A brief history of the Lowcountry's longest-running regatta
The 85th anniversary of the famous composer’s visit to Charleston to write the score of Porgy & Bess
How the Jenkins Orphanage launched many musical careers
With a lane designated just for them, the city’s early cyclists rode across the Ashley more than a century ago
The Hospital Workers’ Movement began 50 years ago this March
The surprising figure behind 200 Years of Charleston Cooking
Santa Claus—and live reindeer—came to town for Charleston’s first Christmas parade in the midst of the Great Depression
In mid-century Charleston, The Book Basement served equally as shop, salon, and safe space
In 1917, the United States entered World War I, and almost immediately things began to change around Charleston Harbor.
In the fall of 1957, the College of Charleston was gearing up for what was then one of the school’s biggest social...
The top 13 moments in the Old Exchange and Provost Dungeon’s history
Despite the danger and boatloads of trouble that storms have unleashed upon the Holy City in the past, locals try not...
Can you believe this mid-century vista shows the same hectic intersection of Coleman and Whilden where drivers can now...
On July 4, 1976, the United States had one heck of a birthday, and South Carolina didn’t miss the party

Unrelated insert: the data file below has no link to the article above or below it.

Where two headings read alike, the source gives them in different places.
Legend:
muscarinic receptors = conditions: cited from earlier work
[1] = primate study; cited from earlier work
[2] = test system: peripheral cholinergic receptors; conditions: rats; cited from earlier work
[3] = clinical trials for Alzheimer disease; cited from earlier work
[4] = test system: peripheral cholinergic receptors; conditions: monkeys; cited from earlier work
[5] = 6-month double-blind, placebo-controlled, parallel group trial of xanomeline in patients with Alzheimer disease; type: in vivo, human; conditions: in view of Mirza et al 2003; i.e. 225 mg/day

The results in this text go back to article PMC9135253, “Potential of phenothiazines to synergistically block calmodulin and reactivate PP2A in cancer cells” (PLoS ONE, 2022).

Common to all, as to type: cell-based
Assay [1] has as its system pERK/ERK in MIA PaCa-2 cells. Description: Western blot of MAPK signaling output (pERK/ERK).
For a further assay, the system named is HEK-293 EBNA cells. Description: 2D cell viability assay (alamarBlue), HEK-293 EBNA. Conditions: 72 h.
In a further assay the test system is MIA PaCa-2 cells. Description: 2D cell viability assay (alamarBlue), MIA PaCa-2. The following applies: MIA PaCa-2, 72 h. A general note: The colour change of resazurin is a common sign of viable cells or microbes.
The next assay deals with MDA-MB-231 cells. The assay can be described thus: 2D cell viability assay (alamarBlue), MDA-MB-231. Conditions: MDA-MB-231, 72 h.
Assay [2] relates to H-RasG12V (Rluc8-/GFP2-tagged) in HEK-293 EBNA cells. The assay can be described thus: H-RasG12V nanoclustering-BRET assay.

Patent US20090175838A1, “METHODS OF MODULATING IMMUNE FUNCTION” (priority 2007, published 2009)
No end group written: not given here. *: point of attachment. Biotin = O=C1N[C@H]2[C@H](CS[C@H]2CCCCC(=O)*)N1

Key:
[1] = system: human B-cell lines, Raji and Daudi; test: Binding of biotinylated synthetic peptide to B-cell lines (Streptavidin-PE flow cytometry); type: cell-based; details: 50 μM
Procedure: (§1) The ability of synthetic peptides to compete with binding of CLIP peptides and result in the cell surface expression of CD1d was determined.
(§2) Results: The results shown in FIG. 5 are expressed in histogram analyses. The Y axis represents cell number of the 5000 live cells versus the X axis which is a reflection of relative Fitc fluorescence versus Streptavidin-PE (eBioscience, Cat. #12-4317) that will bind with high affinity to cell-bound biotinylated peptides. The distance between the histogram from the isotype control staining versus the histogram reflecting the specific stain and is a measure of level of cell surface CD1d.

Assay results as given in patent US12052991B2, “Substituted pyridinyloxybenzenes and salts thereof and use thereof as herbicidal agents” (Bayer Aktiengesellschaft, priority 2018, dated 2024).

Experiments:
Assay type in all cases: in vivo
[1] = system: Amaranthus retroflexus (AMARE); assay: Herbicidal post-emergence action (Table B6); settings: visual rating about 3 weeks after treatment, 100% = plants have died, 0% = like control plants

Some 85 years ago, downtown residents could take a dip much closer to home
Remembering Charleston’s famous (and famously dashing) aerobatic pilot, Bevo Howard
Contemporary artist William Halsey nurtured the city as an educator for more than 40 years.
A circa-1865 stereo card (below) shows the race-course club house where Union officers were imprisoned; lower-ranked...
Since azaleas were introduced to Magnolia Plantation and Gardens, their springtime explosion has given way to boundless...
When New York philanthropists Victor and Marjorie Nott Morawetz decided to find a winter home in 1929, they had the...
When it came to style in the 1940s, no one held a candle to Babe Paley
Charleston newcomers once turned to “Strangers Guides” for information about the city
During World War II, many a young person found love in an unlikely place: the Joseph Manigault House.
On the evening of January 29, 1940, King Street’s Gloria Theatre was humming with excitement.
Samuel F. B. Morse (yes, that Morse) was once Charleston’s most fashionable portraitist